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Scenario:

I have a website - www.mydomain.com. Registered users will be given the choice of getting a permanent url to their account on mydomain.com as a subdomain like (username.mydomain.com) or they can opt to have their own domain like www.userdomain.com. So the user can access his/her account through the subdomain URL or their own hostname and the request should be forwarded to a specific url on mydomain.com.

For example: xyz.mydomain.com or www.xyz.com should give the user account from www.mydomain.com/webapp/account?id=xyz. The user should be completely unaware about where the content is coming from.

Setup:

My website is running as a webapp in tomcat 5.5.28 with apache as the web server. I am using a VPS which means I have control over all the configuration files (apache, tomcat and dns server).

Can you tell me what are the configurations needed to achieve the above scenario??

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2 Answers

A "site" is a bad abstraction for thinking about webserver configuration. You webserver is dealing with 'requests'.

These requests contains 'hostname' and 'url' attributes. You can transform any request attribute with proxy and rewrite rules in apache, but you also need your application to be aware how to deal with transformed parameters.

If you fully control this application - it might be easier to check 'hostname' request header and use it as source data.

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Not enough info. Depends on what your app does and it's architecure.

One suggestion

Can you use an apache front end with proxy passing or ajp?

Create a virtual host for each domain, different DocumentRoot for each, so stuff like images and skins can be kept separate per domain, different log if you want etc.

I think the configs would be something like this, however I am doing this from memory and don't currently have the facilities to test so use the config suggestion below as a rough idea - it's not a working implementation.

You can replace the proxy passing with proxy_ajp if you have that set up- actually I think proxy_ajp would be a better solution but my memory doesn;t stretch that far.

<VirtualHost *:443>
  ServerName www.userdoman.com
  ServerAlias userdomain.com
  DocumentRoot /var/www/userdomain.com/html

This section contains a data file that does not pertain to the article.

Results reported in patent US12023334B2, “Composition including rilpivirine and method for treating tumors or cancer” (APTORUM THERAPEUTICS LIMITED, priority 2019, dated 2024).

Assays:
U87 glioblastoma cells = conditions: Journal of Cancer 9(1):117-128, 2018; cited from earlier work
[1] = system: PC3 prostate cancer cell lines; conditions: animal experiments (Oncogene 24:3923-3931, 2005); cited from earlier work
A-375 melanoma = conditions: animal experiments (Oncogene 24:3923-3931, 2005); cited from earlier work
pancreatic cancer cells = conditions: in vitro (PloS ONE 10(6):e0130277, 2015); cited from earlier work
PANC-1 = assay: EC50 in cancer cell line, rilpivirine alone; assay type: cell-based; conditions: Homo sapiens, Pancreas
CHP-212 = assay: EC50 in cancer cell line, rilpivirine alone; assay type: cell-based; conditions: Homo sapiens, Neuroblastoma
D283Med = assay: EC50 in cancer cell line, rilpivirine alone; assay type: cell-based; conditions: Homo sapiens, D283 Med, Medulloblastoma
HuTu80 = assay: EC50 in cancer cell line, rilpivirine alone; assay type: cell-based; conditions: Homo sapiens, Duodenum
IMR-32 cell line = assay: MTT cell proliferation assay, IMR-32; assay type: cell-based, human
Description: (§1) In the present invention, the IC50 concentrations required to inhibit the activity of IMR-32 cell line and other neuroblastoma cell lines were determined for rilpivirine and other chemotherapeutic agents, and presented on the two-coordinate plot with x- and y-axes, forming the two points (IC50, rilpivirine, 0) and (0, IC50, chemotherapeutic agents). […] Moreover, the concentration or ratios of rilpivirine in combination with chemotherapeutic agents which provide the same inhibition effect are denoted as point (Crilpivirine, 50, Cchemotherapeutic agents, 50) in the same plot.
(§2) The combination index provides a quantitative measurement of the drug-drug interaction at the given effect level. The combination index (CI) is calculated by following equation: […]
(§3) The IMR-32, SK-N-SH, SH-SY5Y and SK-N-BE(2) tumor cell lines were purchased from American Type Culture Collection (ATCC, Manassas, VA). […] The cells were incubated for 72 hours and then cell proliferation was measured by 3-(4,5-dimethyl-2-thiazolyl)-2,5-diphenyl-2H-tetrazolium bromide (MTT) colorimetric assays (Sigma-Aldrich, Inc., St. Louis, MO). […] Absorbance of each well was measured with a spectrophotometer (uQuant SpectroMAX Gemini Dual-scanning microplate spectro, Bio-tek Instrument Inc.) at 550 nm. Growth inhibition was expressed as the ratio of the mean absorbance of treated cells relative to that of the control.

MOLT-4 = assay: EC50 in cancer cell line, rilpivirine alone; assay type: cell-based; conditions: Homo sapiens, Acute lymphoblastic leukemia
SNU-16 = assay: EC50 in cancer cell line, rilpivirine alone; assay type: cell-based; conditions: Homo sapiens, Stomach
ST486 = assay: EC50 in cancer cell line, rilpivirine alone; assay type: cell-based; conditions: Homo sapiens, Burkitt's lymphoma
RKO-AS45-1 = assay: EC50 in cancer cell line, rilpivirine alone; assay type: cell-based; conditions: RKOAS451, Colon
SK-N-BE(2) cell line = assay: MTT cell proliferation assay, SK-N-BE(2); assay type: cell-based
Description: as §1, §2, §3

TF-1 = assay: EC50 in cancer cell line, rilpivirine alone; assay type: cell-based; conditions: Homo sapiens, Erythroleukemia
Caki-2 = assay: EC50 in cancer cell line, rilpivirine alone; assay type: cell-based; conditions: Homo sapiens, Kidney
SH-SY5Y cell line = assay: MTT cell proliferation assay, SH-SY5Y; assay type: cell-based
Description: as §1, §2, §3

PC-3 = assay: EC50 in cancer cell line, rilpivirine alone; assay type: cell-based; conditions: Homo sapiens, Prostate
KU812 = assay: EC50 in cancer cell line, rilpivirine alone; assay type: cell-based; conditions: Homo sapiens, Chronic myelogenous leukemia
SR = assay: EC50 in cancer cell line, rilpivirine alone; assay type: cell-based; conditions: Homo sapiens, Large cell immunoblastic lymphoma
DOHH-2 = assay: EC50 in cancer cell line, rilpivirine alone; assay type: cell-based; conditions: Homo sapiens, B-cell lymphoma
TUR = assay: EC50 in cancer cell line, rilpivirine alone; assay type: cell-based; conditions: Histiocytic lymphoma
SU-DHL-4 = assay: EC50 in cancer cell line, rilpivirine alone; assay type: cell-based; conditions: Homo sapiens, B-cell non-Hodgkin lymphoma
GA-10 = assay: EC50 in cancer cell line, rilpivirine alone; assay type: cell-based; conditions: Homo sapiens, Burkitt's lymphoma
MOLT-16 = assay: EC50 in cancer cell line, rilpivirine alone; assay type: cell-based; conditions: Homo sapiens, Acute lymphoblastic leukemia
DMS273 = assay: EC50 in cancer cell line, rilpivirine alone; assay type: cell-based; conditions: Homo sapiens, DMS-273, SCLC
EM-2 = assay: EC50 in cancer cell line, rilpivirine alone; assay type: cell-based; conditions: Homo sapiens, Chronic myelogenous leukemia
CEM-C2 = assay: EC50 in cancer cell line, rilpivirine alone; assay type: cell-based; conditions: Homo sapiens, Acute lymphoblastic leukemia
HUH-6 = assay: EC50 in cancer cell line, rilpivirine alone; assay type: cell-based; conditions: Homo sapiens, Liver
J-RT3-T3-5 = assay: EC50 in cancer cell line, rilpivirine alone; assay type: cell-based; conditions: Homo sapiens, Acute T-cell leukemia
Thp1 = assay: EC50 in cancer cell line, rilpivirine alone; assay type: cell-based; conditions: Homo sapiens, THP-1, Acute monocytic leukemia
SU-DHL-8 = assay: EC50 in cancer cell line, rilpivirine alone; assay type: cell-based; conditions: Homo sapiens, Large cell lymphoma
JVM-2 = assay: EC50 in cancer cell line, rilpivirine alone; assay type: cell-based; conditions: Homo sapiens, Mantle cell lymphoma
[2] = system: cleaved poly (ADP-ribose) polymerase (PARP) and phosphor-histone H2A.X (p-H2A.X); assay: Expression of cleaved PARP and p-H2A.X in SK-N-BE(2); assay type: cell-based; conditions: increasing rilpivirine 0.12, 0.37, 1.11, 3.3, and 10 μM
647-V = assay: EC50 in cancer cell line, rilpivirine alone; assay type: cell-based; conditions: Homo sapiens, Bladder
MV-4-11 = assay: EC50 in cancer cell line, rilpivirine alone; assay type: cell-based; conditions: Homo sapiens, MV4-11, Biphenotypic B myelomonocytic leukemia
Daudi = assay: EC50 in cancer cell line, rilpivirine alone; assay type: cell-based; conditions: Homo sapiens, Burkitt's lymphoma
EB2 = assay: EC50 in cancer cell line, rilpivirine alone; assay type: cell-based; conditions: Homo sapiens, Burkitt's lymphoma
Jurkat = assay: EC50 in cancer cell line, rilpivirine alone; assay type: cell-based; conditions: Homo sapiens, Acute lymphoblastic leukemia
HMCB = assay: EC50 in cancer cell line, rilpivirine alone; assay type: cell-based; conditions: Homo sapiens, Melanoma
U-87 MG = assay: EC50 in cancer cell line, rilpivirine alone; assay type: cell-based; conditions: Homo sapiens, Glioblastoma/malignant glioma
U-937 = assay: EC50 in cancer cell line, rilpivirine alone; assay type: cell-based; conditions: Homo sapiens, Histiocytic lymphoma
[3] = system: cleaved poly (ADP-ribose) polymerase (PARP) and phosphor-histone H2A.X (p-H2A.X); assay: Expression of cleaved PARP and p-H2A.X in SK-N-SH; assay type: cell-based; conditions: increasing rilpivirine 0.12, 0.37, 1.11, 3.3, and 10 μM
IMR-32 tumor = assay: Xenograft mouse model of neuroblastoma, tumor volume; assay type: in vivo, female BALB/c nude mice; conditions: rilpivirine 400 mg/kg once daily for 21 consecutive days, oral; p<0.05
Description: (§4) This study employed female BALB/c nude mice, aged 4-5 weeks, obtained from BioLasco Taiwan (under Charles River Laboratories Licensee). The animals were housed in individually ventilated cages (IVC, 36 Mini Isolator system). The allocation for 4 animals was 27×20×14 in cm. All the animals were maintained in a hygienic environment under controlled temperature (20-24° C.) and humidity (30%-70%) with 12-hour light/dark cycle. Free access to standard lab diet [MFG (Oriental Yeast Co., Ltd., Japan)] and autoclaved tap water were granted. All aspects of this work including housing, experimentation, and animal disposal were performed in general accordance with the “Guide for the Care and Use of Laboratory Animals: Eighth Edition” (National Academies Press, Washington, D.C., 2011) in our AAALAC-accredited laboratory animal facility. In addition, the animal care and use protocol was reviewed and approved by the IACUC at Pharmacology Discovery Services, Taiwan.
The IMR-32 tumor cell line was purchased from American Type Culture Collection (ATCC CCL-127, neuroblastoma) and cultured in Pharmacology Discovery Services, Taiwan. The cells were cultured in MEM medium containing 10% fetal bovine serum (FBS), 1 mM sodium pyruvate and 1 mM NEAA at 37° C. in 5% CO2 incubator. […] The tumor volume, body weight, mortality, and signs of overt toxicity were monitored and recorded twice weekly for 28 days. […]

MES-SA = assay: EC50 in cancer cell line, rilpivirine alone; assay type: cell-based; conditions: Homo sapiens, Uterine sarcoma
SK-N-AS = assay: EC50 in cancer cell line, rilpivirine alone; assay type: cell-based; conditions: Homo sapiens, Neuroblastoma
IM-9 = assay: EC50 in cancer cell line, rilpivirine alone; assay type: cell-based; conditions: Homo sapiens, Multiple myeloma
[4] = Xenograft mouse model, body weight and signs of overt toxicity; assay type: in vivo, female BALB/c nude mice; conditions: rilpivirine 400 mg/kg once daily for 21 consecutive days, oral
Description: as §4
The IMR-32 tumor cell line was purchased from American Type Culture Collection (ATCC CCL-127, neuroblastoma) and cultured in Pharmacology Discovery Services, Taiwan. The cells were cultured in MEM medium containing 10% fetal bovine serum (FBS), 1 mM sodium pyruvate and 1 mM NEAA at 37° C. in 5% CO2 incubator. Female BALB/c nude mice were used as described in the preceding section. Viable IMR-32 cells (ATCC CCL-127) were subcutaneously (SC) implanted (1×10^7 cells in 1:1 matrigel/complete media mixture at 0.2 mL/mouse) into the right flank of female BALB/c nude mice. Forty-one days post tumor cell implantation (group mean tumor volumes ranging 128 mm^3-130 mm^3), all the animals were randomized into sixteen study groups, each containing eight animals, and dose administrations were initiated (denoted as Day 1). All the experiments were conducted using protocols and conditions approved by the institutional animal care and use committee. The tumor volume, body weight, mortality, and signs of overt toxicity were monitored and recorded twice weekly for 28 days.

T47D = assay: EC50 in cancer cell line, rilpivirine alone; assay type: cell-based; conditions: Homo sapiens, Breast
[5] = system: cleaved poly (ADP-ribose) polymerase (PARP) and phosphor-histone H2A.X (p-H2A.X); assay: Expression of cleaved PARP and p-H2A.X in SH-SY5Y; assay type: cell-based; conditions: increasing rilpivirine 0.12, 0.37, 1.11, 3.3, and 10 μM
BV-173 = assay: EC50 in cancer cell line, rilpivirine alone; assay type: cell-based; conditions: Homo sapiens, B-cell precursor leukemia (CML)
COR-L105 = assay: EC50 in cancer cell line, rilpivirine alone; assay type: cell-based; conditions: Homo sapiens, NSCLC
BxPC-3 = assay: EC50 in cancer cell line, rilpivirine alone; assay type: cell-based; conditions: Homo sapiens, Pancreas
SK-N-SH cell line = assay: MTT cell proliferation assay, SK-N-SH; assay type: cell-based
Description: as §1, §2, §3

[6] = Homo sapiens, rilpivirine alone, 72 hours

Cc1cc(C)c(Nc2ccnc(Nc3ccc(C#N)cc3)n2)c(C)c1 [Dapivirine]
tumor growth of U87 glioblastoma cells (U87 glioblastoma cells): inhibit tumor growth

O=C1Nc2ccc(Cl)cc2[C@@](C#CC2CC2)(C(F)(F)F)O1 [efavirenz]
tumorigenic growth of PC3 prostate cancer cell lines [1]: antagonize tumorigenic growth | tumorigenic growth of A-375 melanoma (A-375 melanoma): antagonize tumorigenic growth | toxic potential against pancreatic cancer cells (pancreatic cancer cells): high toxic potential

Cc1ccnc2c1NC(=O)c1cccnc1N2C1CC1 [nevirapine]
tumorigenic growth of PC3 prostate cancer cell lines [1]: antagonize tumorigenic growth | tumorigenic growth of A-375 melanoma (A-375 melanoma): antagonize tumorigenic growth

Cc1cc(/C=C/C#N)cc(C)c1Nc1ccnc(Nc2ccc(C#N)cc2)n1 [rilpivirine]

ErrorLog /var/www/userdomain.com/logs/error_log
  LogFormat "%h %l %u %t \"%r\" %>s %b" common
  CustomLog /var/www/userdomain.com/logs/access_log
  ProxyPass /yourwebapp https://www.mydomain.com/yourwebapp
  ProxyPassReverse /yourwebapp https://www.mydomain.com/yourwebapp
</virtualHost>
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Thanks Jason! Yes I am using apache front end with mod_jk (ajp) to route requests to tomcat. Can you tell me what other information you need regarding my application? I want to add domains dynamically, so that I don't have to restart apache every time I add a domain. How can I achieve this? –  satish May 10 '10 at 7:03
    
It's hard to know exactly what to suggest without knowing what your app does and what parts if any change from when a user accesses it from different domains. If its basically a static site then I think the suggestion above will work, but if content changes depending on what domain the user connects to, it may get harder. It will really depend on how your app does what it does and the different behaviour, if any, between accessing it via different domains. –  Jason Tan May 10 '10 at 10:37
    
The content is constant for a particular user. But for user to user, the content changes. Its just that i am giving different access points to the user to access his account on my site. My application is a java/jsp app, which fetches content from the mysql database depending on the userid and serves the content. Whether the request comes through www.userdomain.com or username.mydomain.com or www.mydomain.com?userid=xyz my application treats the request as www.mydomain.com?userid=xyz and fetches the content accordingly. Its just like if meetup.com allows the groups to have their own domains. –  satish May 10 '10 at 13:49
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